Douglas L asked in Arts & HumanitiesHistory · 8 years ago

Indian Solders than joined the Japanese in WW2?

Many Indian solders in the British army joined the Japanese in WW2 after they were captured.

Why were they not all shot after the war ended? Certainly they were traitors.

4 Answers

  • 8 years ago
    Favorite Answer

    Those that are still alive get a military pension from the Indian government still today.

    The 2 million + who fought for the British (the largest volunteer army in history) get nothing,and never have got anything from the Indian government since independence.

  • 8 years ago

    No, many Indian nationalists remained in Japan after the war as refugees. This is why Indian food is nothing new in Japan. In postwar Japan, being restaurateurs was one of the few ways they could make a living. Since it was already decided that the Raj would end by the summer of 45, no one pursued the "traitors". If they were in the US zone of occupation, it's not as if the Americans would be keen to enforce British colonial extraterritoriality in "their" Japan in any case. In the chaos of post-war Japan, how could they prove that a given Indian was once in the British army, and not in Japan as one of Bose's men in the first place?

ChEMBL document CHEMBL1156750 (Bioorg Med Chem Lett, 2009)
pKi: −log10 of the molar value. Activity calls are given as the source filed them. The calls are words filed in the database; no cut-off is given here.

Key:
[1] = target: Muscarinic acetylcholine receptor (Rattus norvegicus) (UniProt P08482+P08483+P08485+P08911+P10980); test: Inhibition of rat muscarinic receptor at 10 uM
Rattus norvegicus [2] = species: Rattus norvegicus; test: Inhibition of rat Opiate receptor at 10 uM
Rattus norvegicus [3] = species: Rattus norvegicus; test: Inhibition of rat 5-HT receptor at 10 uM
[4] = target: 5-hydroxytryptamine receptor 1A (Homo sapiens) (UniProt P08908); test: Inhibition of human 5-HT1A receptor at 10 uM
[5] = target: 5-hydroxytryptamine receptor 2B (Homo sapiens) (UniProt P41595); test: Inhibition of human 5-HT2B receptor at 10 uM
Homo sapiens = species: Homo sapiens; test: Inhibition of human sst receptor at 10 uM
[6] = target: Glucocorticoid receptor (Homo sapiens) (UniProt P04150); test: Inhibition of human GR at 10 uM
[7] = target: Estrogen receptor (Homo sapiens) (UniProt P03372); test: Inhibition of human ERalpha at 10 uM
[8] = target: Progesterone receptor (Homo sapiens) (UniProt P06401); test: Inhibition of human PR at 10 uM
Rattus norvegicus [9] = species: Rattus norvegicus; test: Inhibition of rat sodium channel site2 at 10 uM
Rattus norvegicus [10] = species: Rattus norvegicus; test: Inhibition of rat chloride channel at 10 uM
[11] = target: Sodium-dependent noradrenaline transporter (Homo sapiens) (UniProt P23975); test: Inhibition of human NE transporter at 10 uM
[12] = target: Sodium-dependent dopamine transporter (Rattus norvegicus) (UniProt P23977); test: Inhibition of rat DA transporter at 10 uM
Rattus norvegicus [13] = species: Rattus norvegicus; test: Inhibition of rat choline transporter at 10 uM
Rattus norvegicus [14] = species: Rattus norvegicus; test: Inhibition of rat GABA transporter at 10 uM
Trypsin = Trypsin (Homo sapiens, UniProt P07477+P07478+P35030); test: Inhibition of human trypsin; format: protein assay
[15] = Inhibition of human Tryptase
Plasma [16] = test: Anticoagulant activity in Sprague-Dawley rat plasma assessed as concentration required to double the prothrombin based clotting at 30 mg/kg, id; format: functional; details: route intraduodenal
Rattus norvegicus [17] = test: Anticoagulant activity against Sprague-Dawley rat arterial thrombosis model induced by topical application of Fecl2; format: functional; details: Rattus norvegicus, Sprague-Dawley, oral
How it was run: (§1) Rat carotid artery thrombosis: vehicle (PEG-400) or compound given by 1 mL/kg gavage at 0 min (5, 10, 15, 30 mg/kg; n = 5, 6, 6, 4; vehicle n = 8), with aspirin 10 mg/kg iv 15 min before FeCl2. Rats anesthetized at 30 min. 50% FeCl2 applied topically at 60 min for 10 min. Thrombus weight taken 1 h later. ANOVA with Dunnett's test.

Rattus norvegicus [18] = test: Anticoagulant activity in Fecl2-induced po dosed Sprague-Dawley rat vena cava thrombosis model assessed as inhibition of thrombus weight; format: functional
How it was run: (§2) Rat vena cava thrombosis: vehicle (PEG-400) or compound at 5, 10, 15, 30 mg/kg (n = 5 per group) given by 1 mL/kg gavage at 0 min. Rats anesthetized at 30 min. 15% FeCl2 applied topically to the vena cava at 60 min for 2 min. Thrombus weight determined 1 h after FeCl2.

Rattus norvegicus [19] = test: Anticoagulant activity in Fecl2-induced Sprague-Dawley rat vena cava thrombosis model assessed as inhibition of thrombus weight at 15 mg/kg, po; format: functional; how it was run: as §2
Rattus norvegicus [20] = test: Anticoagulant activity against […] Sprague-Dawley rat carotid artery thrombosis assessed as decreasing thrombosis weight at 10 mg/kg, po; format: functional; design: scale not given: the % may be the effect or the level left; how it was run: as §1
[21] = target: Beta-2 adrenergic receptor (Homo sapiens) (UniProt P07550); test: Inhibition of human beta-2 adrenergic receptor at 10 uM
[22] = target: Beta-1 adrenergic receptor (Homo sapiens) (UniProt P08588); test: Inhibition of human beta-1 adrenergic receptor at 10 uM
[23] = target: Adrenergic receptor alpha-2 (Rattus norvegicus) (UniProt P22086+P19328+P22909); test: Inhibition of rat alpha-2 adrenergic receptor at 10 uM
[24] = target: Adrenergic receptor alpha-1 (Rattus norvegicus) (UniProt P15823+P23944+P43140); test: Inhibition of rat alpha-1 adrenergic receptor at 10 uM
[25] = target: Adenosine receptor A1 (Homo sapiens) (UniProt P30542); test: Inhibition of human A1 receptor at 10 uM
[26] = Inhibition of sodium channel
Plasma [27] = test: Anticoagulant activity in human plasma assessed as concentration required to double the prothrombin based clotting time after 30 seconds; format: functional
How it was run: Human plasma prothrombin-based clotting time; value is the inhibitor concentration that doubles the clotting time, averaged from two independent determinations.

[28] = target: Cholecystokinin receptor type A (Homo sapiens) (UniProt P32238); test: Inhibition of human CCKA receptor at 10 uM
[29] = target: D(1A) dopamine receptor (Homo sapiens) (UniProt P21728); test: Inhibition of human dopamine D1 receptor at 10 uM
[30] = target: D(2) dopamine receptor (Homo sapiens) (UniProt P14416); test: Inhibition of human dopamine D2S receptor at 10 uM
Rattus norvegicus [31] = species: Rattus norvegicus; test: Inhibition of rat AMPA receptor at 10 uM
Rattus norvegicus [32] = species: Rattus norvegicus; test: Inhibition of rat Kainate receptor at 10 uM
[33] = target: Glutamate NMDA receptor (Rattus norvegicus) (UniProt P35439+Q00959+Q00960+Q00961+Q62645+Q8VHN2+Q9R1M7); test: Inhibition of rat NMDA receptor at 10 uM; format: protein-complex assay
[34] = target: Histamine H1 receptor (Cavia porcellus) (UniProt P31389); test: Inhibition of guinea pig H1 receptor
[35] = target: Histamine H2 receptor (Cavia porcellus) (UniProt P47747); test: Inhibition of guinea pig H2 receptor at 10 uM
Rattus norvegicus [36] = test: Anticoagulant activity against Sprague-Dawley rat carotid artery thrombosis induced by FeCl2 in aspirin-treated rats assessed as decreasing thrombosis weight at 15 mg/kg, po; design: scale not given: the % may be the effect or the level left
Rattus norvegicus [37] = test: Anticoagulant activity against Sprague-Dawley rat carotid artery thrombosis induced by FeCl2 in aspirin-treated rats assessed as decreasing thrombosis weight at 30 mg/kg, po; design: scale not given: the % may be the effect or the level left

• 8 years ago

    Traitors to whom? To the British, certainly. To their fellow Indians, not so much.

    While these men were obviously misguided, they were doing what they felt would help India. It's just such a shame that they let their hatred of the British guide their actions. The Japanese would have been much, much worse for India.

  • 8 years ago

    I don't know about that but some did join the Germans(the SS even had an Indian division).

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